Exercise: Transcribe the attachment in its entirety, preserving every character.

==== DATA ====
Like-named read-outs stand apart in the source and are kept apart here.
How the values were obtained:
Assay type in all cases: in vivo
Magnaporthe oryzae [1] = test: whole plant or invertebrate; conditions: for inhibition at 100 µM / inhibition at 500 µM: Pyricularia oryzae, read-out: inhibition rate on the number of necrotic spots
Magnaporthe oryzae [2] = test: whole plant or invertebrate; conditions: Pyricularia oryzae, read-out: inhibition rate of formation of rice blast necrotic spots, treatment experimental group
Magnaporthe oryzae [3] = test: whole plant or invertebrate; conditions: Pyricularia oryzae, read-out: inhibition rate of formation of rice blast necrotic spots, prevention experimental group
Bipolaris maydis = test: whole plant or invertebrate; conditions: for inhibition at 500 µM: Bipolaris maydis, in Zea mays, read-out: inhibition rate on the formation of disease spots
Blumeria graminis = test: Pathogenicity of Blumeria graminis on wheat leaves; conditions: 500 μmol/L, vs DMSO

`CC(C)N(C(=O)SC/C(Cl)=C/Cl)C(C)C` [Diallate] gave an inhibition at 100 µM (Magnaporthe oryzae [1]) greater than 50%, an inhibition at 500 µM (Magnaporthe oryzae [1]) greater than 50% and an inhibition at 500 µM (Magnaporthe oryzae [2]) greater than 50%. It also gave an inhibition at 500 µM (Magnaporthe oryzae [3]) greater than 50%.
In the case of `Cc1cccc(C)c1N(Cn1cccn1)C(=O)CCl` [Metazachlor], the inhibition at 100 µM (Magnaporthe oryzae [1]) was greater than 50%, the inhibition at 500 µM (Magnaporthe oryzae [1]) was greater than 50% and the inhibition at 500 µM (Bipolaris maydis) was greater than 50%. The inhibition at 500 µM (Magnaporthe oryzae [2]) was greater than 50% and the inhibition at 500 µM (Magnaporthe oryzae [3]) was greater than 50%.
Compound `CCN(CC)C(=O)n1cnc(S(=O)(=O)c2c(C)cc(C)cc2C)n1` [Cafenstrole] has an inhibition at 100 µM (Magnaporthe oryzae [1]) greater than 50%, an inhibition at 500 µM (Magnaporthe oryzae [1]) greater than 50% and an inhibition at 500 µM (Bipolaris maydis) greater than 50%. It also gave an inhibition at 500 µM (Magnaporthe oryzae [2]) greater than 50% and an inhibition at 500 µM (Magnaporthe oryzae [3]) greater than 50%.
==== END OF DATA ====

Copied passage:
Like-named read-outs stand apart in the source and are kept apart here.
How the values were obtained:
Assay type in all cases: in vivo
Magnaporthe oryzae [1] = test: whole plant or invertebrate; conditions: for inhibition at 100 µM / inhibition at 500 µM: Pyricularia oryzae, read-out: inhibition rate on the number of necrotic spots
Magnaporthe oryzae [2] = test: whole plant or invertebrate; conditions: Pyricularia oryzae, read-out: inhibition rate of formation of rice blast necrotic spots, treatment experimental group
Magnaporthe oryzae [3] = test: whole plant or invertebrate; conditions: Pyricularia oryzae, read-out: inhibition rate of formation of rice blast necrotic spots, prevention experimental group
Bipolaris maydis = test: whole plant or invertebrate; conditions: for inhibition at 500 µM: Bipolaris maydis, in Zea mays, read-out: inhibition rate on the formation of disease spots
Blumeria graminis = test: Pathogenicity of Blumeria graminis on wheat leaves; conditions: 500 μmol/L, vs DMSO

`CC(C)N(C(=O)SC/C(Cl)=C/Cl)C(C)C` [Diallate] gave an inhibition at 100 µM (Magnaporthe oryzae [1]) greater than 50%, an inhibition at 500 µM (Magnaporthe oryzae [1]) greater than 50% and an inhibition at 500 µM (Magnaporthe oryzae [2]) greater than 50%. It also gave an inhibition at 500 µM (Magnaporthe oryzae [3]) greater than 50%.
In the case of `Cc1cccc(C)c1N(Cn1cccn1)C(=O)CCl` [Metazachlor], the inhibition at 100 µM (Magnaporthe oryzae [1]) was greater than 50%, the inhibition at 500 µM (Magnaporthe oryzae [1]) was greater than 50% and the inhibition at 500 µM (Bipolaris maydis) was greater than 50%. The inhibition at 500 µM (Magnaporthe oryzae [2]) was greater than 50% and the inhibition at 500 µM (Magnaporthe oryzae [3]) was greater than 50%.
Compound `CCN(CC)C(=O)n1cnc(S(=O)(=O)c2c(C)cc(C)cc2C)n1` [Cafenstrole] has an inhibition at 100 µM (Magnaporthe oryzae [1]) greater than 50%, an inhibition at 500 µM (Magnaporthe oryzae [1]) greater than 50% and an inhibition at 500 µM (Bipolaris maydis) greater than 50%. It also gave an inhibition at 500 µM (Magnaporthe oryzae [2]) greater than 50% and an inhibition at 500 µM (Magnaporthe oryzae [3]) greater than 50%.